Train fares in the UK will increase by 2.8% in January 2020, after rising 3.1% in January 2019 following a year of timetable changes and cancellations. Who do the train companies think they’re fooling?
One thing is clear: the fact that they have paid out £1 billion to shareholders over the past six years demonstrates that the companies are efficiently delivering financial returns to private investors while delivering an inefficient service for the people who really matter – their customers.
Where work is considered to be a public service, it’s interesting to consider the efficiency demands of the government versus the efficiency demands of a private company. After all, the decision to outsource public services relies on the idea that the market can be more efficient than government.
While companies performing government-outsourced services understand that their private interest in achieving market objectives is their key selling point, they must also understand that those same objectives must also align with the public interest. Indeed, train company customers are the public and those customers can see that efficiency costs have paid off well for private investors. Cost efficiencies, such as attempts to cut the number of train guards, raising fares and making it difficult to make a reimbursement claim, no doubt positively contribute to the generous rewards shareholders enjoy.
Similar efficiency-making measures and allegations of mismangement exist elsewhere in government outsourcing. Consider the collapse of Carillion. It also reportedly paid £1 billion to shareholders over a 19-year period despite racking up huge amounts of debt. Its collapse also led to the loss of over 2,000 jobs.
Another example is the outsourcing of probation services to Interserve – one of the UK’s biggest government contractors and the largest provider of probation services in England and Wales – which headed into administration in 2019 with assets moved to a new group controlled by the firm’s lenders. The management of probation services is now being renationalised.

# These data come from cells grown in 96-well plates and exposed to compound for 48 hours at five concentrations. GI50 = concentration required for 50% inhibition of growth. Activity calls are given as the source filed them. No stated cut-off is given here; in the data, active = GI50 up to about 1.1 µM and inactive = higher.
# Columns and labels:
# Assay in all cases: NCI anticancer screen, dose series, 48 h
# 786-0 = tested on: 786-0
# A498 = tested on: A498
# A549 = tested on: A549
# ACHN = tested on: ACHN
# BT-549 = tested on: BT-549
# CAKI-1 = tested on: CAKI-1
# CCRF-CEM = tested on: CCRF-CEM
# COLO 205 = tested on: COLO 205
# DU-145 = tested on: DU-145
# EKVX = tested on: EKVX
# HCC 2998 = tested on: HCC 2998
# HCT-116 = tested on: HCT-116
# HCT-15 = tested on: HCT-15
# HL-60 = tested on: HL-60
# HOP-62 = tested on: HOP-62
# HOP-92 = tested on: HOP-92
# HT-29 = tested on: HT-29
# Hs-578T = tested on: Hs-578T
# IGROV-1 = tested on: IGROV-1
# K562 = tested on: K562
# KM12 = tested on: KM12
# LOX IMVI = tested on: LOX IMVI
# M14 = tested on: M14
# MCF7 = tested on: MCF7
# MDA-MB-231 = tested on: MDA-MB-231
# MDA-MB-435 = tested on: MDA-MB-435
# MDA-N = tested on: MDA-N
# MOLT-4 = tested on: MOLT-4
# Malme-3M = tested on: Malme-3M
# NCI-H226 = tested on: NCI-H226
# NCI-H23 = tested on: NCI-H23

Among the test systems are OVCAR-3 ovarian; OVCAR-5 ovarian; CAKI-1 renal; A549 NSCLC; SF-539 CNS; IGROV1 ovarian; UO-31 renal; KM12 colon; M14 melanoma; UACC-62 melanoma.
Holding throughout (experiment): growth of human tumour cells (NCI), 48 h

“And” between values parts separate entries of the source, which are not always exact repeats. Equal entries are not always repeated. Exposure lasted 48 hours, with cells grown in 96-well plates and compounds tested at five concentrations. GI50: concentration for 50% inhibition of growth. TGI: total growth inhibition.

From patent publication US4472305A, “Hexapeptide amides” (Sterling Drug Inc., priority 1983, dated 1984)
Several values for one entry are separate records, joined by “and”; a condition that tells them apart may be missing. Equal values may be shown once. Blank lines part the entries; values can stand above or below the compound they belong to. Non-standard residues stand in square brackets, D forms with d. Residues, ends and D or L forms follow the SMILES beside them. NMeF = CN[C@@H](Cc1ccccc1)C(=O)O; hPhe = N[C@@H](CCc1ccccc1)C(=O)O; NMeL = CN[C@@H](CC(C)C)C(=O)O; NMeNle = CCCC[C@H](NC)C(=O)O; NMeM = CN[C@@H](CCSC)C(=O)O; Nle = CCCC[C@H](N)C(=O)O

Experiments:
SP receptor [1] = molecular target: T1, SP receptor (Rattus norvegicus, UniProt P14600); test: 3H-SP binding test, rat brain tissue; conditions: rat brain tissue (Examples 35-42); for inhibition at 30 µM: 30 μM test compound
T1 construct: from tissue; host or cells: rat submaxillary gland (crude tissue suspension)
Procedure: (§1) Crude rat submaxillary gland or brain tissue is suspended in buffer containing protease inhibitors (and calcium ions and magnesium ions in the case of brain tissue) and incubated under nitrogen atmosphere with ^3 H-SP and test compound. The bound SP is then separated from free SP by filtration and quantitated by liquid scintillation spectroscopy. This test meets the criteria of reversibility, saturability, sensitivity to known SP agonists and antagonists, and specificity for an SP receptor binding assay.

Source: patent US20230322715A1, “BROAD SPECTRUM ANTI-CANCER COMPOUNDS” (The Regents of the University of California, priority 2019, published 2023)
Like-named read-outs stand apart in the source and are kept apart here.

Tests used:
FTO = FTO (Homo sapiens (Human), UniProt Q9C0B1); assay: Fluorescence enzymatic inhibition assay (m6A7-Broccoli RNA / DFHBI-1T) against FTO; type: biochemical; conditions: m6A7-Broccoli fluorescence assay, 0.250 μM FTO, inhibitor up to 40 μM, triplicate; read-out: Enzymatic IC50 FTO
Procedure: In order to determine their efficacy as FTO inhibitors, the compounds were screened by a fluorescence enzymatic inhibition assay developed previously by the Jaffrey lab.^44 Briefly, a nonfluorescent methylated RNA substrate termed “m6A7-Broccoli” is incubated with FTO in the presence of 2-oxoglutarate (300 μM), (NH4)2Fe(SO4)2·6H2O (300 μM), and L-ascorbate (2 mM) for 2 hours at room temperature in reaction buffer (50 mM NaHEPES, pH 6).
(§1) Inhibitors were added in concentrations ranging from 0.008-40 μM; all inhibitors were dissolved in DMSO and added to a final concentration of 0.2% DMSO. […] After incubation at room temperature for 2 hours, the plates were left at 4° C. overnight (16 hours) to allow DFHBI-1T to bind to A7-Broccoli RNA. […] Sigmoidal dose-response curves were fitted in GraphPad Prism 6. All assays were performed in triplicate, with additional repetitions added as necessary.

The GMT union said ministers had learned nothing from Carillion and the outsourcing of public services. “Shambolic mismanagement is putting jobs put on the line and services in jeopardy,” its national officer said.
The question commuters and legislators should be asking, then, is: are our transportation, construction and probation services efficient for the public or efficient for the companies?
Efficiency for whom?
Customer perceptions of efficiency should be important for companies. As consumers, we both consciously and unconsciously make efficiency judgements. For example, when our trains are cancelled for the umpteenth time, pictures of crowded platforms on social media begin to appear with captions like, “Why can’t the trains just run on time?” or “How do the trains run on time in Spain and not here?!”
What these posts communicate is a simple frustration: that a public service intended to efficiently get people to work on time and deliver them home at a reasonable hour can no longer be taken for granted.
I’m reminded of a story I read about a commuter who reported that she “was stuck in a never-ending cycle of despair”, inducing anxiety, which eventually became a part of her every day commute. The consumer advocacy magazine Which? reported similar frustrations, including being disciplined at work and parents unable to get home for bedtimes.
Unsurprisingly, neglecting the needs of commuters led the Office of Rail and Road to state that there is a lack of “responsibility and accountability” for train operators. Such experiences contributed to Which? magazine’s review of the train services which ranked Northern, Southern, Thameslink and Southeastern at the bottom of their commuter rating table. All were “rated poorly for punctuality, reliability and value for money in particular”.
Much of the ill will towards train companies has accumulated over time, but one event that is still prominent in the minds of customers is the Govia Thameslink Railways (GTR) timetable change fiasco.
Months of cancellations and delays resulted in a government commissioned review of the rail industry, a government order that GTR invest £15m in improvements for passengers, and a £5m fine. GTR has nevertheless retained its control over the railways it operates with commuters paying more to use its trains. Some have argued that the consequences for rail providers have been marginal, with the shadow transport secretary, Andy McDonald, describing GTR’s £5m fine as a “slap on the wrist”.
Against the backdrop of generous shareholder payouts, such fines can be interpreted as the price of doing business. But such corporate behaviour is not without risks. When train companies enrich their shareholders at the expense of their customers, their legitimacy is at stake. And when basic services necessary for everyday life can no longer be counted on, companies tasked by government to provide these services should worry if they want to succeed in the long term.
It’s no wonder that the Labour Party’s official position is to renationalise train services. What is clear is that the train companies are efficient money makers when they raise fares, but they have yet to provide the right kind of efficiency for the people who really matter.